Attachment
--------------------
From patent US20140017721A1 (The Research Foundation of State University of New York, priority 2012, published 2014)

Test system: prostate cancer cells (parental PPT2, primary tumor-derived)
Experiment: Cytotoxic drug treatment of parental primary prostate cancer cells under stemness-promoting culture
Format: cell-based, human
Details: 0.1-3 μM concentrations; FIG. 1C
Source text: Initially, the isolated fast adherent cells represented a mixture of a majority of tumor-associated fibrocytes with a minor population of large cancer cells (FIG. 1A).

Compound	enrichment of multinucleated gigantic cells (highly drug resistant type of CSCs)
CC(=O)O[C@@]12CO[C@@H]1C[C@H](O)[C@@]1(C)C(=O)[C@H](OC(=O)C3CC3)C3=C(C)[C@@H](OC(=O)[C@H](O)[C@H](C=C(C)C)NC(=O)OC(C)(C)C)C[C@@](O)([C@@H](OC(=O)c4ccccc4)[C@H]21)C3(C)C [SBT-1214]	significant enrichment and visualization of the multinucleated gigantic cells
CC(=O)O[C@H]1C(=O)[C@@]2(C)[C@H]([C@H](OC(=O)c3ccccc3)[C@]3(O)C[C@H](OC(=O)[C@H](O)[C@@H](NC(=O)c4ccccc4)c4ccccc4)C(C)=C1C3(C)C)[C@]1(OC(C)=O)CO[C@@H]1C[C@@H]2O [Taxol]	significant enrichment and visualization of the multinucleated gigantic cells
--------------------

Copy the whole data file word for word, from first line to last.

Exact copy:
From patent US20140017721A1 (The Research Foundation of State University of New York, priority 2012, published 2014)

Test system: prostate cancer cells (parental PPT2, primary tumor-derived)
Experiment: Cytotoxic drug treatment of parental primary prostate cancer cells under stemness-promoting culture
Format: cell-based, human
Details: 0.1-3 μM concentrations; FIG. 1C
Source text: Initially, the isolated fast adherent cells represented a mixture of a majority of tumor-associated fibrocytes with a minor population of large cancer cells (FIG. 1A).

Compound	enrichment of multinucleated gigantic cells (highly drug resistant type of CSCs)
CC(=O)O[C@@]12CO[C@@H]1C[C@H](O)[C@@]1(C)C(=O)[C@H](OC(=O)C3CC3)C3=C(C)[C@@H](OC(=O)[C@H](O)[C@H](C=C(C)C)NC(=O)OC(C)(C)C)C[C@@](O)([C@@H](OC(=O)c4ccccc4)[C@H]21)C3(C)C [SBT-1214]	significant enrichment and visualization of the multinucleated gigantic cells
CC(=O)O[C@H]1C(=O)[C@@]2(C)[C@H]([C@H](OC(=O)c3ccccc3)[C@]3(O)C[C@H](OC(=O)[C@H](O)[C@@H](NC(=O)c4ccccc4)c4ccccc4)C(C)=C1C3(C)C)[C@]1(OC(C)=O)CO[C@@H]1C[C@@H]2O [Taxol]	significant enrichment and visualization of the multinucleated gigantic cells